NYMC Faculty Publications

Malpractice Cases Arising From Telephone Based Telemedicine Triage in Ophthalmology

Author Type(s)

Student, Faculty

Journal Title

Seminars in Ophthalmology

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Document Type


Publication Date




Second Department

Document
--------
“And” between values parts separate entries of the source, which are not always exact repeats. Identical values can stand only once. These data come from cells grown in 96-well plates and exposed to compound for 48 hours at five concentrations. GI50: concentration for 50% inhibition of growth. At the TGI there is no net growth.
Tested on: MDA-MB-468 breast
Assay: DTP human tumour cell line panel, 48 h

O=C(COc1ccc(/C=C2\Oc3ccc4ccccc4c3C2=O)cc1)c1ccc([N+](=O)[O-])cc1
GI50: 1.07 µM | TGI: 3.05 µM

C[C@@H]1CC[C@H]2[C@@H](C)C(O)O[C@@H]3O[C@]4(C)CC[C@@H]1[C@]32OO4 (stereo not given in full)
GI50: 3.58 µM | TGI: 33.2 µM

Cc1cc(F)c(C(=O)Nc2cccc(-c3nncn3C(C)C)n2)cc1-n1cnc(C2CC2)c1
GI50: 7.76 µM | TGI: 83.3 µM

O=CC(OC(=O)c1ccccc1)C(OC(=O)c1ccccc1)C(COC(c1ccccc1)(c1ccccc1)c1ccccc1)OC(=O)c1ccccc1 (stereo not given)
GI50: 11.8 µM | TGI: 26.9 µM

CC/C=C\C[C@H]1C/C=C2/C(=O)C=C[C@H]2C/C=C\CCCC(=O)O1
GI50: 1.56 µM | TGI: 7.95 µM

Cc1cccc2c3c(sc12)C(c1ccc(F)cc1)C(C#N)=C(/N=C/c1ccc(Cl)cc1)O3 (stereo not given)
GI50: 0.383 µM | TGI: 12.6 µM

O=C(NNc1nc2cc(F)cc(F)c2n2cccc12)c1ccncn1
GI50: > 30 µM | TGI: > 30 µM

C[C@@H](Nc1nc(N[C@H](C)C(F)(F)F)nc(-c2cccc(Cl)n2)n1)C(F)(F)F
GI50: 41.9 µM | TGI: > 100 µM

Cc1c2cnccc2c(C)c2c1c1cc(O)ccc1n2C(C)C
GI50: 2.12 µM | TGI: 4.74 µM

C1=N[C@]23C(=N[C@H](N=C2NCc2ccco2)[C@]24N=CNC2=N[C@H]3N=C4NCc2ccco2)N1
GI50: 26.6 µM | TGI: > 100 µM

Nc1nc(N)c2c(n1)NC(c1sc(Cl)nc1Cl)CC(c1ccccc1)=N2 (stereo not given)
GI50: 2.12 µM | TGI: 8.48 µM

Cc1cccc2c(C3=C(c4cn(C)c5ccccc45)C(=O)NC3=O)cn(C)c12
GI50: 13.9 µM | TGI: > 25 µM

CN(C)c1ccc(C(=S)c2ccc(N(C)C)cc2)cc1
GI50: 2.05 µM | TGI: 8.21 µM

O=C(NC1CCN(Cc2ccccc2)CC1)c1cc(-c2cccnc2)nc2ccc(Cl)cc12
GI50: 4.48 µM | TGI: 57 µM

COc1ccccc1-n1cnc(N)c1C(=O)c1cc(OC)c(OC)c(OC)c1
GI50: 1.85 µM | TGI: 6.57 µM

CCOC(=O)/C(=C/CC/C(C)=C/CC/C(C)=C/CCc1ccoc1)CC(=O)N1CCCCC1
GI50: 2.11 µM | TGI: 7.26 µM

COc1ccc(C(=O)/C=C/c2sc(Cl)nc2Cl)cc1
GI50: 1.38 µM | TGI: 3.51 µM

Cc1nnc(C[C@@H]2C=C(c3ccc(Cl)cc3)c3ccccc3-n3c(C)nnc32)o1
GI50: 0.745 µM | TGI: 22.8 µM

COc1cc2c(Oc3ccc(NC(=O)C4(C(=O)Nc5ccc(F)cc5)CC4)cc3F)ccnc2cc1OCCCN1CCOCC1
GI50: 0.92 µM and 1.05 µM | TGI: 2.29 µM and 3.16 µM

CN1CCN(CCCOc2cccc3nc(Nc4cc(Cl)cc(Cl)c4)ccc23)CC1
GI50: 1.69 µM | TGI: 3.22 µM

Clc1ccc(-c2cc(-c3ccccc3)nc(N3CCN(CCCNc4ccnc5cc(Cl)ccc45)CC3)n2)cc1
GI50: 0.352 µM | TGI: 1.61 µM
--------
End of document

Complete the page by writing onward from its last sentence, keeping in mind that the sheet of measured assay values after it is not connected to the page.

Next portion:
PURPOSE: To determine the allegation, precipitating medical issue, and outcome of telephone triage focused malpractice litigation among ophthalmologists. METHODS: The WestLaw Edge database was reviewed using terms pertaining to ophthalmology and telemedicine. The search ranged from 4/7/30 to 1/25/22. RESULTS: Of the 510 lawsuits, 3.5% (18/510) met inclusion criteria. 94.5% (17/18) alleged delays in evaluation and/or treatment. 61.1% (11/18) alleged incorrect diagnoses, 38.9% (7/18) claimed improper discussion of risks or informed consent, and 5.6% (1/18) alleged delayed referrals. The precipitating medical issues included retinal detachment in 33.3% (6/18) of cases, post-procedure and post-trauma endophthalmitis in 33.3% (6/18) of cases, ocular trauma without endophthalmitis in 22.2% (4/18) of cases, and bilateral acute retinal necrosis and allergic reactions each accounting for 5.6% (1/18) of cases. CONCLUSION: Telephone triage creates potential malpractice litigation. Delay in in-person clinical evaluation and alleged failure to inform patients of possible irreversible vision loss may lead to potential malpractice litigation. We suggest offering the option of same day in person evaluation and informing the patient how delay may lead to irreversible vision loss.